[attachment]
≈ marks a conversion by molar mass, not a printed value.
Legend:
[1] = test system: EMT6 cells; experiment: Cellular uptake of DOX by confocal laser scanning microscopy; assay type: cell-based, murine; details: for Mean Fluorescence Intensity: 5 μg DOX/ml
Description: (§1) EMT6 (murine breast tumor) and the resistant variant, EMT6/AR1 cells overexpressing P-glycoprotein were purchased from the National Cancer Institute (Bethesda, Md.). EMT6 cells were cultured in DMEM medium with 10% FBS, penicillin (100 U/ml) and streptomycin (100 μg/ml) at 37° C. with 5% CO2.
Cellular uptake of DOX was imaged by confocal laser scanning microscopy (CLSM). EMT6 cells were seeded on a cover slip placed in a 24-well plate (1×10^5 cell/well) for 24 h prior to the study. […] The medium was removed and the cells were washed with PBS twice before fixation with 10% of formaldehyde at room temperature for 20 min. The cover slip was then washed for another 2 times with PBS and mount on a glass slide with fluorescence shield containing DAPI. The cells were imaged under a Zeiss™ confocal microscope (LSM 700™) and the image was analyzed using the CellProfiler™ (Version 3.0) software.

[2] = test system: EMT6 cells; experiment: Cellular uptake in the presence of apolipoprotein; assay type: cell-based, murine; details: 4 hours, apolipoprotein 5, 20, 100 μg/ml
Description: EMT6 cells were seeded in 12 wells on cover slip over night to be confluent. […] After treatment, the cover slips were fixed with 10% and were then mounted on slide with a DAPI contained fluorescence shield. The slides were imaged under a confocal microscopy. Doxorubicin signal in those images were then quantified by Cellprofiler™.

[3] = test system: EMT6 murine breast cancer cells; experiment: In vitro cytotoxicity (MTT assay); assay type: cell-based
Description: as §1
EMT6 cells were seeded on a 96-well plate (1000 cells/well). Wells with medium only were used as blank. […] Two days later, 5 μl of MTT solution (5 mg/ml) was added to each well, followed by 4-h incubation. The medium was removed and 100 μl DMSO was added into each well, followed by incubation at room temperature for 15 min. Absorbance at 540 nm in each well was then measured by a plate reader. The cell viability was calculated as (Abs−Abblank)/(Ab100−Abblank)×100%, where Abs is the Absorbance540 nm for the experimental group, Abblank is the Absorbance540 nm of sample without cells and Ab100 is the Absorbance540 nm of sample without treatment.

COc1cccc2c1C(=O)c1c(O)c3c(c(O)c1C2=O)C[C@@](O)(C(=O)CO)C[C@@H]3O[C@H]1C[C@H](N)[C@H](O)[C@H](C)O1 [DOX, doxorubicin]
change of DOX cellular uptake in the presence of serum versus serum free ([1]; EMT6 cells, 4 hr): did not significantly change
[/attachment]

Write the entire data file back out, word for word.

≈ marks a conversion by molar mass, not a printed value.
Legend:
[1] = test system: EMT6 cells; experiment: Cellular uptake of DOX by confocal laser scanning microscopy; assay type: cell-based, murine; details: for Mean Fluorescence Intensity: 5 μg DOX/ml
Description: (§1) EMT6 (murine breast tumor) and the resistant variant, EMT6/AR1 cells overexpressing P-glycoprotein were purchased from the National Cancer Institute (Bethesda, Md.). EMT6 cells were cultured in DMEM medium with 10% FBS, penicillin (100 U/ml) and streptomycin (100 μg/ml) at 37° C. with 5% CO2.
Cellular uptake of DOX was imaged by confocal laser scanning microscopy (CLSM). EMT6 cells were seeded on a cover slip placed in a 24-well plate (1×10^5 cell/well) for 24 h prior to the study. […] The medium was removed and the cells were washed with PBS twice before fixation with 10% of formaldehyde at room temperature for 20 min. The cover slip was then washed for another 2 times with PBS and mount on a glass slide with fluorescence shield containing DAPI. The cells were imaged under a Zeiss™ confocal microscope (LSM 700™) and the image was analyzed using the CellProfiler™ (Version 3.0) software.

[2] = test system: EMT6 cells; experiment: Cellular uptake in the presence of apolipoprotein; assay type: cell-based, murine; details: 4 hours, apolipoprotein 5, 20, 100 μg/ml
Description: EMT6 cells were seeded in 12 wells on cover slip over night to be confluent. […] After treatment, the cover slips were fixed with 10% and were then mounted on slide with a DAPI contained fluorescence shield. The slides were imaged under a confocal microscopy. Doxorubicin signal in those images were then quantified by Cellprofiler™.

[3] = test system: EMT6 murine breast cancer cells; experiment: In vitro cytotoxicity (MTT assay); assay type: cell-based
Description: as §1
EMT6 cells were seeded on a 96-well plate (1000 cells/well). Wells with medium only were used as blank. […] Two days later, 5 μl of MTT solution (5 mg/ml) was added to each well, followed by 4-h incubation. The medium was removed and 100 μl DMSO was added into each well, followed by incubation at room temperature for 15 min. Absorbance at 540 nm in each well was then measured by a plate reader. The cell viability was calculated as (Abs−Abblank)/(Ab100−Abblank)×100%, where Abs is the Absorbance540 nm for the experimental group, Abblank is the Absorbance540 nm of sample without cells and Ab100 is the Absorbance540 nm of sample without treatment.

COc1cccc2c1C(=O)c1c(O)c3c(c(O)c1C2=O)C[C@@](O)(C(=O)CO)C[C@@H]3O[C@H]1C[C@H](N)[C@H](O)[C@H](C)O1 [DOX, doxorubicin]
change of DOX cellular uptake in the presence of serum versus serum free ([1]; EMT6 cells, 4 hr): did not significantly change